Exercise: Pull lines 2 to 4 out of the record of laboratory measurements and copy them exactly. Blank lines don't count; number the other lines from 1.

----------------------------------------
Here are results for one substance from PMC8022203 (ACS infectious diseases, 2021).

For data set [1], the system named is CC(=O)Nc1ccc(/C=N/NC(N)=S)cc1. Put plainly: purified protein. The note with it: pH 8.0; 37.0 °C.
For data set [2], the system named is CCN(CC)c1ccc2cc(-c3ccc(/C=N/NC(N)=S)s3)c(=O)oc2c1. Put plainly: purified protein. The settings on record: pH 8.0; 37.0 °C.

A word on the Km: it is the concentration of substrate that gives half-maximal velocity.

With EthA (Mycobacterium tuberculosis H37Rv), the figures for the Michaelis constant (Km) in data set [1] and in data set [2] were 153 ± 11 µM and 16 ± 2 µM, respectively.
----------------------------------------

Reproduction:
For data set [1], the system named is CC(=O)Nc1ccc(/C=N/NC(N)=S)cc1. Put plainly: purified protein. The note with it: pH 8.0; 37.0 °C.
For data set [2], the system named is CCN(CC)c1ccc2cc(-c3ccc(/C=N/NC(N)=S)s3)c(=O)oc2c1. Put plainly: purified protein. The settings on record: pH 8.0; 37.0 °C.

A word on the Km: it is the concentration of substrate that gives half-maximal velocity.